But University of Iowa neuroscientist John Wemmie, M.D., Ph.D., says his work suggests that changes in acidity are important for normal brain activity as well.
“We are interested in the idea that pH might be changing in the functional brain because we’ve been hot on the trail of receptors that are activated by low pH,” says Wemmie, an associate professor of psychiatry. “The presence of these receptors implies the possibility that low pH might be playing a signaling role in normal brain function.”
He says his studies have shown that these acid-sensing proteins are required for normal fear responses and for learning and memory in mice.
In the latest study, the first task was finding a way to measure pH changes in the brain. He teamed with Vincent Magnotta, Ph.D., UI associate professor of radiology, psychiatry, and biomedical engineering. Using Magnotta’s expertise in developing MRI (magnetic resonance imaging)-based brain imaging techniques, the researchers developed a non-invasive method to detect and monitor pH changes in living brains.
The MRI-based method was able to detect global changes in brain pH in mice, according to the researchers. Breathing carbon dioxide, which lowers pH and makes the brain more acidic, increased the signal; bicarbonate injections, which increase brain pH, decreased the MRI signal.
The method also seems to detect localized brain activity. When human volunteers viewed a flashing checkerboard — a classic experiment that activates a particular brain region involved in vision — the MRI method detected a drop in pH in that region.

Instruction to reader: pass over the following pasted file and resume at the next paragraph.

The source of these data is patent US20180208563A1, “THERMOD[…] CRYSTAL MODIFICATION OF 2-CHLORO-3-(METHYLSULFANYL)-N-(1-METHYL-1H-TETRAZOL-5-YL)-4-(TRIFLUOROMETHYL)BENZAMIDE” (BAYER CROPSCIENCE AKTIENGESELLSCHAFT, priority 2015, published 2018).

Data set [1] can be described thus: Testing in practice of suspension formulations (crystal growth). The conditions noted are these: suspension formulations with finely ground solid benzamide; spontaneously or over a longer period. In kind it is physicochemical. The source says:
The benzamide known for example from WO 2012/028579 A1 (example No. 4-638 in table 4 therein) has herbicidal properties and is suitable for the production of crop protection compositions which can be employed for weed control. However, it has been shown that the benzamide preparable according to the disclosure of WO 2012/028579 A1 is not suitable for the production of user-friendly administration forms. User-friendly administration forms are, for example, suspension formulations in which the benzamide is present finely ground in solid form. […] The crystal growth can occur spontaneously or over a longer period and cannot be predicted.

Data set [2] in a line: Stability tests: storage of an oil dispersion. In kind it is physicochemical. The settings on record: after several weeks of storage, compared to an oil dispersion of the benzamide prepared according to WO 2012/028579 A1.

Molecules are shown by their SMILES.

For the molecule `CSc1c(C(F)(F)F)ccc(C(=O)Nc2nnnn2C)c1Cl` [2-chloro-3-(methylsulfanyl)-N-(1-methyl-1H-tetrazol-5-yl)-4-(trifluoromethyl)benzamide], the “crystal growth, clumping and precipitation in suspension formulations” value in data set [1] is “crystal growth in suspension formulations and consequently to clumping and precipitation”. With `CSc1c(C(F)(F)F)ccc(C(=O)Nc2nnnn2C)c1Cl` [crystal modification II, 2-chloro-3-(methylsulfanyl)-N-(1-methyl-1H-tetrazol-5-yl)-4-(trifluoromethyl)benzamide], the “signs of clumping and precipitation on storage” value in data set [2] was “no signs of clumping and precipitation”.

The study affirms the new technique’s ability to measure pH changes in the brain, Magnotta says, giving researchers another way to study brain activity.
Currently, functional MRI (fMRI) measures brain activity by detecting a signal that’s due to oxygen levels in the blood flowing to active brain regions, but does not respond to changes in pH. The new method responds to pH changes, but is not influenced by changes in blood oxygenation, he explains.
Now that the test is in place to measure pH, the researchers plan further studies to explore how pH changes are involved in certain psychiatric diseases, including anxiety and depression.
“Brain activity is likely different in people with brain disorders, such as bipolar or depression, and that might be reflected in this measure,” Wemmie says. “And, perhaps most important at the end of the day: Could this signal be abnormal or perturbed in human psychiatric disease? And if so, it might be a target for manipulation and treatment.”
The findings were published in the latest issue of the Proceedings of the National Academy of Sciences (PNAS) Early Edition.
Source: University of Iowa Health Care